• Positivity power. That will never work. That’s not the way we used to do it. No one will pay for that now. We don’t have enough people for that.  How’s that going to work when we don’t have a budget anymore? If we’re not careful, our doubts can turn even great ideas into bad ideas—and kill motivation. I learned this many years ago while working at a consulting firm. Seven of us on a project had different backgrounds and perspectives, which should have made us highly innovative. Except one of our teammates was the ultimate “downer.” With every scenario, this person only saw the worst possible outcome. It wasn’t an intentional derailment. This person was just hardwired never to see the blue sky—only “the sky is falling.” If we’re honest, all of us can and do have our own “downer” moments, depending on what’s happening—or the headline we just read. Negativity, however, never produced a winner. Nelly Korda, a golfer on the LPGA Tour, and ranked No. 2 in the world, was supposed to compete for the U.S. at the Olympics this year. She told us positive people make all the difference in staying motivated: “The more help you get, the better it is. The more support you have, the more positive you’ll be.” To be sure, you will become the company you keep!
  • Not all motivation is equal. Extrinsic motivation can only take us so far. Intrinsic motivation, however, is internally generated and far more sustainable. As gold medalist Tianna Bartoletta indicated, it’s the joy of the practice—of shaping the journey. Korn Ferry research has found that intrinsically motivated people tend to be more creative, solve problems more efficiently, and are better at conceptual thinking. These motivators will be more important tomorrow than yesterday as there will be more change in the next 2 years than in the past 10. As such, tomorrow’s fundamental leadership challenge will be to motivate others to actualize this change (or else risk becoming obsolete). Here are some steps:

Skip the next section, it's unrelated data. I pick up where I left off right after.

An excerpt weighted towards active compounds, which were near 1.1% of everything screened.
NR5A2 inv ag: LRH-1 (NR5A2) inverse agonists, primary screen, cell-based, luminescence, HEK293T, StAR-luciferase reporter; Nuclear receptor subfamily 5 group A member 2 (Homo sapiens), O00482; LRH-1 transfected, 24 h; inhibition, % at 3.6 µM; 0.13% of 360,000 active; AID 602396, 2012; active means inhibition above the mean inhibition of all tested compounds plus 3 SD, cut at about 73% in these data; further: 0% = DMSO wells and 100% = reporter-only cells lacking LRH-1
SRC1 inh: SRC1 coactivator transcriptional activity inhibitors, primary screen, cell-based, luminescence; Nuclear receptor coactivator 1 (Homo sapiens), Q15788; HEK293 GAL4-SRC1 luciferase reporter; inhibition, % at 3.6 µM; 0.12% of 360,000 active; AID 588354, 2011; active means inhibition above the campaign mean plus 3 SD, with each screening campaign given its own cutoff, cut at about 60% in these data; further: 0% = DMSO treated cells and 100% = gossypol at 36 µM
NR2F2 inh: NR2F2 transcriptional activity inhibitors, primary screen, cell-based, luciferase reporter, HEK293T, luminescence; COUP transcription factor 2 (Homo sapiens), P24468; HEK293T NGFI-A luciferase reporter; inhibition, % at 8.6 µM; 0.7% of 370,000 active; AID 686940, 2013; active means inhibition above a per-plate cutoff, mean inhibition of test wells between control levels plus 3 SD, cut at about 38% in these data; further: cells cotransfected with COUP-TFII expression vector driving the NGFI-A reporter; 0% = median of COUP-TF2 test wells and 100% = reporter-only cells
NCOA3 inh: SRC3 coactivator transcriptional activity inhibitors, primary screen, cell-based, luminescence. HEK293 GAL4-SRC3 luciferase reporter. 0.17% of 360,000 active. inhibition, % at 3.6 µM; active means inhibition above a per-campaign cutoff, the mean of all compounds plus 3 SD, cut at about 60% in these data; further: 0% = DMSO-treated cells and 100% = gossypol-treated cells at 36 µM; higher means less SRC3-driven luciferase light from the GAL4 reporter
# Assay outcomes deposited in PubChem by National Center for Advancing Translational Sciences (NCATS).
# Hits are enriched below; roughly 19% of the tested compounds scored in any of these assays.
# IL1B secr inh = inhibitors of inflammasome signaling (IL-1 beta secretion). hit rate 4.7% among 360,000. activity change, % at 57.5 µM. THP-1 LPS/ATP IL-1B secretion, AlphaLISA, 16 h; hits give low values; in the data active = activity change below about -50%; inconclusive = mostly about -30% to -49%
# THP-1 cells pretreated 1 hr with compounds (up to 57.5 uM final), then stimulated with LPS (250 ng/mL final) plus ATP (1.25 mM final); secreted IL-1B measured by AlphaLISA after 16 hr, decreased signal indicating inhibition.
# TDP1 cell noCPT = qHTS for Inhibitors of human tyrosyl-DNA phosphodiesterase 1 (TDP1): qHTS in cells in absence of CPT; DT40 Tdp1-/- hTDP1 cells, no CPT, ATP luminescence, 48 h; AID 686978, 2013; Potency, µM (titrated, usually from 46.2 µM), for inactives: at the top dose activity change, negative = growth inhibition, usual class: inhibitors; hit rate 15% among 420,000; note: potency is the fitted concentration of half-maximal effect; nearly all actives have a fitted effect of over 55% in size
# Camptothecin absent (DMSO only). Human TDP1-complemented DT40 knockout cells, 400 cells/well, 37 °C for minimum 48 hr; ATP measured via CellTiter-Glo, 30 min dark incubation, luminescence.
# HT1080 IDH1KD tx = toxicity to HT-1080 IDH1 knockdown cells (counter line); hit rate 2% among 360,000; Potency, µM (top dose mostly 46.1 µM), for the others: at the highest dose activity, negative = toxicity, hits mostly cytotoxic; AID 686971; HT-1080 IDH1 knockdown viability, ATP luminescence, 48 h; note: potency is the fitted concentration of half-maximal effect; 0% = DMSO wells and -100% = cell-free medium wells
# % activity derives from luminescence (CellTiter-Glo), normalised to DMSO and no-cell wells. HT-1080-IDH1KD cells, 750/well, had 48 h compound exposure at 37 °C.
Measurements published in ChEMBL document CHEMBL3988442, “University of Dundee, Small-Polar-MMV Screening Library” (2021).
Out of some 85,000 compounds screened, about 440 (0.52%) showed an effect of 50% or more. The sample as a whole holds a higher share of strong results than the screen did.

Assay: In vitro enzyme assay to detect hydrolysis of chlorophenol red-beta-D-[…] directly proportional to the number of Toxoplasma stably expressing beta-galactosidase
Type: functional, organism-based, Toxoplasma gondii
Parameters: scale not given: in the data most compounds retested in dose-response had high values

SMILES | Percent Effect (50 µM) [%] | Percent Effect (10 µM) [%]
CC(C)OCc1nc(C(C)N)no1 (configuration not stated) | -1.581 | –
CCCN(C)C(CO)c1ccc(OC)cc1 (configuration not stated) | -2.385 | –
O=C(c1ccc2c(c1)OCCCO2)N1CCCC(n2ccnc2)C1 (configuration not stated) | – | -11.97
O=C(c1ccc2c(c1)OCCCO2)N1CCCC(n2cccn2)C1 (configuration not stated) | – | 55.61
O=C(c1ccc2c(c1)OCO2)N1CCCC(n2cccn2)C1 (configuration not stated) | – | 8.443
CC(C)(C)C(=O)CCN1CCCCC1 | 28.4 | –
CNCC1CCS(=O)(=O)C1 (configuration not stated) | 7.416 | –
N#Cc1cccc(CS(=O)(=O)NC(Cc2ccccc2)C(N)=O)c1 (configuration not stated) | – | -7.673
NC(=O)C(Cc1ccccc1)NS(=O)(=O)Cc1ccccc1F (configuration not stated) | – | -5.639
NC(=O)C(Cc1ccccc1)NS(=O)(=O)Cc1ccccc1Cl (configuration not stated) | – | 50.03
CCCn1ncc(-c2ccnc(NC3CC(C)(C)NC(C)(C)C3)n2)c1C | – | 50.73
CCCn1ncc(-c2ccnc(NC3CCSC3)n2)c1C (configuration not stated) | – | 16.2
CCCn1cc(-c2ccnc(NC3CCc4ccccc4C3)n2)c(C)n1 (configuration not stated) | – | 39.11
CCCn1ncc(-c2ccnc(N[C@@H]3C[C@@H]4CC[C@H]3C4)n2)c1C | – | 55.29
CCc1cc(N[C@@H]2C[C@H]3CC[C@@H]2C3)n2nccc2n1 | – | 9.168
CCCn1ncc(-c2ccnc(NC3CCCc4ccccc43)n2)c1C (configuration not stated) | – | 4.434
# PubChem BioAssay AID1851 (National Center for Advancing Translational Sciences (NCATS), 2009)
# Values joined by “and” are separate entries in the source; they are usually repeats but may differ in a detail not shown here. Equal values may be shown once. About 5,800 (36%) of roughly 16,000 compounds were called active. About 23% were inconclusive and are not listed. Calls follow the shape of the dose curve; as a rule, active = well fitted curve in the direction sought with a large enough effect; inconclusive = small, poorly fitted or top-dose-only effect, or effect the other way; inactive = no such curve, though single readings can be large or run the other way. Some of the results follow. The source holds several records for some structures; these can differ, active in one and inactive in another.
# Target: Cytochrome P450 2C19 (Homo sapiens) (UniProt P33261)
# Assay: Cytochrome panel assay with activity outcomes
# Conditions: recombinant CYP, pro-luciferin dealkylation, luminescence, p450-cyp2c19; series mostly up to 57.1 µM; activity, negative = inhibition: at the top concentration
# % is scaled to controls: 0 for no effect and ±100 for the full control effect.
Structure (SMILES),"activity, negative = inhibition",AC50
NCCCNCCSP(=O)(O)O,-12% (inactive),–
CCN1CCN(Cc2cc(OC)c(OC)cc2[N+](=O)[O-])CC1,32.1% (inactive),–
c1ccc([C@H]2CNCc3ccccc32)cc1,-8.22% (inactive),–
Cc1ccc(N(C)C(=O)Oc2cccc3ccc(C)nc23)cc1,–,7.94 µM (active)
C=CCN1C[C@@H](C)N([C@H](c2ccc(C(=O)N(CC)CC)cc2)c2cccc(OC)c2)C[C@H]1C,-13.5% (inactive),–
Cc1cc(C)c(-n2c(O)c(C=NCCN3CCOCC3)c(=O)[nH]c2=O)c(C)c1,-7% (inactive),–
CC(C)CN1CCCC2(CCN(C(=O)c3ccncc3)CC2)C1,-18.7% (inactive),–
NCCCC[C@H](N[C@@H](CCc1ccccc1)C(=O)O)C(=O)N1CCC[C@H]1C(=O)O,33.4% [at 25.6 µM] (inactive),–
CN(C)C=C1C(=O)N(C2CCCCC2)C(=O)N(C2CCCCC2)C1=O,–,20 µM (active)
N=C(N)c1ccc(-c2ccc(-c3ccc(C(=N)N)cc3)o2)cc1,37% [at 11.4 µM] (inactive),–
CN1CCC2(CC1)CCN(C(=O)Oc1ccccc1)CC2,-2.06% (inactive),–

Is our true North Star our purpose, mission, and values?

                    Do we proactively listen with empathy?

                    How are we celebrating others?

                    Are our employees seen?

                    Do we have an explicit opportunity mindset—can vs. can’t?

If we are waiting for the “podium,” or for others to believe in us, we may be waiting a long time. Instead, we must believe in others.